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Terrorism at the Olympics

Shouldn’t this be a bigger story with only four days to go until the Opening Ceremony?

BEIJING – Two men rammed a dump truck into a group of jogging policemen and then tossed explosives into their barracks Monday, killing 16 officers in a restive Chinese province bordering Central Asia, the state-run Xinhua News Agency reported.

The attack in Xinjiang province came just four days before the start of the Beijing Olympics — an event that has put security forces nationwide on alert and that at least one militant Muslim group has vowed to disrupt. Xinhua, citing local police, called it a “suspected terrorist attack.”

The attackers struck at 8 a.m., plowing into the policemen performing their morning exercises outside a hotel next to their paramilitary border patrol post in Kashgar, Xinhua said.

Or this story from last week:

BEIJING, China (CNN) — Police in China have “cracked” an international terrorist group that was planning to attack Olympic venues in Shanghai, state media reported Thursday.
There were few specific details of group or what it was said to be plotting, with the Xinhua news agency quoting Chen Jiulong, the deputy Shanghai’s Public Security Bureau, saying it had acted on information.
Chinese authorities have previously announced terror crackdowns in the run-up to the Olympic Summer Games, which kick off on August 8 in host city Beijing and other venues including the eastern financial capital of Shanghai.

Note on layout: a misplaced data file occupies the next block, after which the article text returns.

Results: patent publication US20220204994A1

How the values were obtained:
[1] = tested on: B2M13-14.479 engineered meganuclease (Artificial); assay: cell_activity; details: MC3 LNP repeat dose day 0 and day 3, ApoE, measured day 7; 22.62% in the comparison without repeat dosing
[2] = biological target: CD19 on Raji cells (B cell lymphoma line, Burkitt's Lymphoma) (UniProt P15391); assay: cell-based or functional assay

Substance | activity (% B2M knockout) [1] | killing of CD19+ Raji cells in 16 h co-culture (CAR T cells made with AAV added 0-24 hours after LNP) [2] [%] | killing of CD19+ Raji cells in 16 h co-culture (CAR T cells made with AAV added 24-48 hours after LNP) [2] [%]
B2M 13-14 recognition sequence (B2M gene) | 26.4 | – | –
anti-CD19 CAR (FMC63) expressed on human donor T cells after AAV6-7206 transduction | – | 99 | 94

It said two weeks ago that it disrupted five “terrorist” groups in the predominantly Muslim Xinjiang region in China’s far west because it suspected them of plotting to attack the games.
The six-month crackdown netted 82 suspected terrorists and marked the end to the first phase of China’s Olympic Security Protection, according to Xinhua.
A Human Rights Watch analyst raised concerns that China may be using the Olympics as an excuse to crack down on dissidents.
“It’s clear that the police are simply adding cases of people who they think are engaging in activities that are critical of Chinese rule,” Nicholas Bequelin told CNN.
The government has not produced any evidence of terror plots, and nearly all of the arrests are based on the confessions — sometimes forced — of those detained, he said.

“What the government appears to be doing is to conflate terrorism with criminal acts and other cases of dissent,” he said.

Actually, what’s happened is the MSM has conflated Islamic terrorism and China’s record on human rights and censorship — and in doing so, seems to be missing what’s turning out to be a very real risk.


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